"Five-five." Tess couldn’t help smiling at the compliment.
"Yep. What we have here is a mini Diana. And your hair color is a reddish-blond instead of a blonde-blonde like my girl Di. Other 'n that, honey, you could be her clone."
"Thank you. You just earned a big tip." Tess’s smile lit up her face.
The waitress winked at Tess. “What can I gitcha?”
“I think I’ll just have a Coke and a ham sandwich, please.”
“Anything on that? Wanna run it through the garden?”
“Run it through the...” Tess’s brow furrowed.
“Yeah, you know...lettuce, tomato, and onion. The works.”
“Oh! Just mustard, please.”
Willa Jean nodded and hollered the order to the cook as she went towards the kitchen. “Walkin’ in! A Co’Cola and Noah’s boy on bread with Mississippi mud.”
Tess smiled and looked around the diner. The front counter was lined with cake plates full of pies covered in meringue piled six inches high, cakes three and four layers tall, and two-inch thick brownies. Six chrome stools with red leather seats sat under the counter. The walls were packed with framed snapshots from as far back as the fifties. From the looks of it, they started taking pictures when poodle skirts were popular and never stopped. They were running out of wall space. The top half of the big picture window was covered with a “Henry Clay Price For Governor” banner. Tess spotted similar signs throughout the restaurant, and she’d noticed the waitress was wearing a campaign button.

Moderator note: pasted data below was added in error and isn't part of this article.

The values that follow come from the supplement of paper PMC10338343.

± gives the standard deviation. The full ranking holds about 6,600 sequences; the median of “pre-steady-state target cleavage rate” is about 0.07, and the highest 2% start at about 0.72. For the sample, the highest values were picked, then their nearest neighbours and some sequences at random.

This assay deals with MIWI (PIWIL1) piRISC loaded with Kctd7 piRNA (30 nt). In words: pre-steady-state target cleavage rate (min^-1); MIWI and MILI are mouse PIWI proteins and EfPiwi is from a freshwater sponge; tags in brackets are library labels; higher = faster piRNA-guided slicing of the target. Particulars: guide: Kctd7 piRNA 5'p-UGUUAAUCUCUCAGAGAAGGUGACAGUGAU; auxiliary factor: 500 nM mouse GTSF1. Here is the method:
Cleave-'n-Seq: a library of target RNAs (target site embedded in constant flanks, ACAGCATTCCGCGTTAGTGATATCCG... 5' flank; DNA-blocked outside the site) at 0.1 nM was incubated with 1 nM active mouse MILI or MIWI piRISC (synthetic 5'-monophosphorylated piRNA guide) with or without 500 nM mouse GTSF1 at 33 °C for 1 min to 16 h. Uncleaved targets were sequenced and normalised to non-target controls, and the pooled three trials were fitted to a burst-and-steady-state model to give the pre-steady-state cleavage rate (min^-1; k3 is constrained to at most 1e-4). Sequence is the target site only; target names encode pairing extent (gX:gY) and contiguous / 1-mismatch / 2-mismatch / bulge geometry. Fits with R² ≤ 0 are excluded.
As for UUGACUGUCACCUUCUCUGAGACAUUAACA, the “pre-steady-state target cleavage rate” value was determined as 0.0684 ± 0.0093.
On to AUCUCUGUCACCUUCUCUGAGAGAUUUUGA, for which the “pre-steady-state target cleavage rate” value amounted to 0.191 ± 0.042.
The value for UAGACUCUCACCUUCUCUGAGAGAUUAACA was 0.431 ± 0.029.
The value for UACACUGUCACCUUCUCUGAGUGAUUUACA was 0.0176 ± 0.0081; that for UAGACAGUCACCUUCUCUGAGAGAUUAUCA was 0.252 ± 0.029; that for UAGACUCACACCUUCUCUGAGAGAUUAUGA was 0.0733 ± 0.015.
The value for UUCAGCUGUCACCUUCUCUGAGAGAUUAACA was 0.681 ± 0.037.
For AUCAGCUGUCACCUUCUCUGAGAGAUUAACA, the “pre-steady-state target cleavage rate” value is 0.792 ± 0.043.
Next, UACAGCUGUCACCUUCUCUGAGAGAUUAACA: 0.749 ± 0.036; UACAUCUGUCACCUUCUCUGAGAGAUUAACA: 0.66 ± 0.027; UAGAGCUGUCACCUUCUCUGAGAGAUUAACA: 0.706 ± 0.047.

The diner was only half full with about twenty people at various tables and booths. A few tables away, a mother was having trouble with her child. Tess heard the mother say, “I’m fixing to show you what a whooping is all about!” When the little boy whined some more the mother added, “I mean it son, right now, I’d just as soon whoop you as hug you.” She looked up to see Tess watching them and said, “I’ll swan—raising kids is like being pecked to death by a chicken.”
Tess laughed. “I know what you mean. But you just wait. In ten years time, you’ll be wishing he were five again. The time goes by so fast.”
"How many you got?”
"Just one. My son's twenty-five now, but it doesn't seem possible."
"You married?” the woman asked boldly.
"Divorced," Tess answered.
“Here’s your Co’cola, hon,” Willa Jean said. “It’ll be just a minute more on the sandwich. You visiting or are you new in town?” She propped a hand on her waist.
“Brand new as of a week ago. I've been unpacking boxes for days. I guess you could say this is my debut in Goose Pimple Junction.”
“Well, all Southern Belles have to have a debut. And we're mighty glad to have you, sugar. Lessee...did you buy the old Hobb house on Walnut?”